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      Increased Brain Signal Variability Accompanies Lower Behavioral Variability in Development

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          As the brain matures, its responses become optimized. Behavioral measures show this through improved accuracy and decreased trial-to-trial variability. The question remains whether the supporting brain dynamics show a similar decrease in variability. We examined the relation between variability in single trial evoked electrical activity of the brain (measured with EEG) and performance of a face memory task in children (8–15 y) and young adults (20–33 y). Behaviorally, children showed slower, more variable response times (RT), and less accurate recognition than adults. However, brain signal variability increased with age, and showed strong negative correlations with intrasubject RT variability and positive correlations with accuracy. Thus, maturation appears to lead to a brain with greater functional variability, which is indicative of enhanced neural complexity. This variability may reflect a broader repertoire of metastable brain states and more fluid transitions among them that enable optimum responses. Our results suggest that the moment-to-moment variability in brain activity may be a critical index of the cognitive capacity of the brain.

          Author Summary

          Intuitive notions of brain–behavior relationships would suggest that because children show more variability in behavior, their brains should also be more variable. We demonstrate that this is not the case. In measuring brain signal variability with EEG and behavior in a simple face recognition task, we found that brain signal variability increases in children from 8–15 y and is even higher in young adults. Importantly, we show that this increased brain variability correlates with reduced behavioral variability and more accurate performance. A brain that has more variability also has greater complexity and a greater capacity for information processing. The implication of our findings is that variability in brain signals, or what some would call noise, is actually a critical feature of brain function. For the brain to operate at an optimal level, a certain amount of internal noise is necessary. In a certain way it could be stated that a noisy brain is a healthy brain.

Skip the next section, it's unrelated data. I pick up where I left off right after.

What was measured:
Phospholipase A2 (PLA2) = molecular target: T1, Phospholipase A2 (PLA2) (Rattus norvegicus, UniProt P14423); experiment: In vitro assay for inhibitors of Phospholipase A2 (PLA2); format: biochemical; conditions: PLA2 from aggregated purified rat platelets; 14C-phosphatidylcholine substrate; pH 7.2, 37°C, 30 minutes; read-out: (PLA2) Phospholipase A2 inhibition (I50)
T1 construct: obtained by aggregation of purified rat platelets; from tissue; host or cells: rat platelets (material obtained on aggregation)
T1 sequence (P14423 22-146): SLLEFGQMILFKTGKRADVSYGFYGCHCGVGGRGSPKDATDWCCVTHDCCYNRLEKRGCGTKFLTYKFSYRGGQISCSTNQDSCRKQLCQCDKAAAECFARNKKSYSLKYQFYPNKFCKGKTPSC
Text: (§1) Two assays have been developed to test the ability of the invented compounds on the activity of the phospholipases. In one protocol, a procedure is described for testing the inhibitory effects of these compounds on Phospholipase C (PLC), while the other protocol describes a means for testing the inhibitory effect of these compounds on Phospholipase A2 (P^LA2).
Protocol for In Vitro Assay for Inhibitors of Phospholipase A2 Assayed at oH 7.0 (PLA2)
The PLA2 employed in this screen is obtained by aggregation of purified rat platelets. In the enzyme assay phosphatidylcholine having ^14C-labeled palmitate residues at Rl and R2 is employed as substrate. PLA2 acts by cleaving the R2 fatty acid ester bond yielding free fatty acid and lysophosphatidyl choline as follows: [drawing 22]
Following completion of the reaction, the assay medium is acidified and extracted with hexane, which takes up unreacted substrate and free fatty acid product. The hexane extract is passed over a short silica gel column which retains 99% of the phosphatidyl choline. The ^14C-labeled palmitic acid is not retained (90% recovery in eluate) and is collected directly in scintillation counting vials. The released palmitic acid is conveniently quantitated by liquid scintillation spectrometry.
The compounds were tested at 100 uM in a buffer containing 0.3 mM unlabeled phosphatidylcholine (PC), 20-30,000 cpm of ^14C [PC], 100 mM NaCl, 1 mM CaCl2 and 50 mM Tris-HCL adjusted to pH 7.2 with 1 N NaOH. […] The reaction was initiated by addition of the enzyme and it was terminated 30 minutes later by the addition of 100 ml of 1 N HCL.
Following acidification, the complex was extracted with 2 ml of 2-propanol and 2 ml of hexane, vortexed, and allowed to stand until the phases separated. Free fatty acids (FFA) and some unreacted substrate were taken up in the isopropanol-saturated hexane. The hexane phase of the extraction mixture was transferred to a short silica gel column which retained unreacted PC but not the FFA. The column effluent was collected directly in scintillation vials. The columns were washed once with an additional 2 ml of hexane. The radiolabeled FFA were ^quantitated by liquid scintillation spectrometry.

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          Most cited references 47

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          Approximate entropy as a measure of system complexity.

           S Pincus (1991)
          Techniques to determine changing system complexity from data are evaluated. Convergence of a frequently used correlation dimension algorithm to a finite value does not necessarily imply an underlying deterministic model or chaos. Analysis of a recently developed family of formulas and statistics, approximate entropy (ApEn), suggests that ApEn can classify complex systems, given at least 1000 data values in diverse settings that include both deterministic chaotic and stochastic processes. The capability to discern changing complexity from such a relatively small amount of data holds promise for applications of ApEn in a variety of contexts.
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            Stochastic resonance and the benefits of noise: from ice ages to crayfish and SQUIDs.

            Noise in dynamical systems is usually considered a nuisance. But in certain nonlinear systems, including electronic circuits and biological sensory apparatus, the presence of noise can in fact enhance the detection of weak signals. This phenomenon, called stochastic resonance, may find useful application in physical, technological and biomedical contexts.
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              Multiscale entropy analysis of complex physiologic time series.

              There has been considerable interest in quantifying the complexity of physiologic time series, such as heart rate. However, traditional algorithms indicate higher complexity for certain pathologic processes associated with random outputs than for healthy dynamics exhibiting long-range correlations. This paradox may be due to the fact that conventional algorithms fail to account for the multiple time scales inherent in healthy physiologic dynamics. We introduce a method to calculate multiscale entropy (MSE) for complex time series. We find that MSE robustly separates healthy and pathologic groups and consistently yields higher values for simulated long-range correlated noise compared to uncorrelated noise.

                Author and article information

                Role: Editor
                PLoS Comput Biol
                PLoS Computational Biology
                Public Library of Science (San Francisco, USA )
                July 2008
                July 2008
                4 July 2008
                : 4
                : 7
                Rotman Research Institute of Baycrest Centre, University of Toronto, Toronto, Ontario, Canada
                University College London, United Kingdom
                Author notes

                Conceived and designed the experiments: AM. Performed the experiments: RI. Analyzed the data: NK. Contributed reagents/materials/analysis tools: NK. Wrote the paper: AM NK RI.

                Mcintosh et al. This is an open-access article distributed under the terms of the Creative Commons Attribution License, which permits unrestricted use, distribution, and reproduction in any medium, provided the original author and source are credited.
                Page count
                Pages: 9
                Research Article
                Neuroscience/Theoretical Neuroscience

                Quantitative & Systems biology


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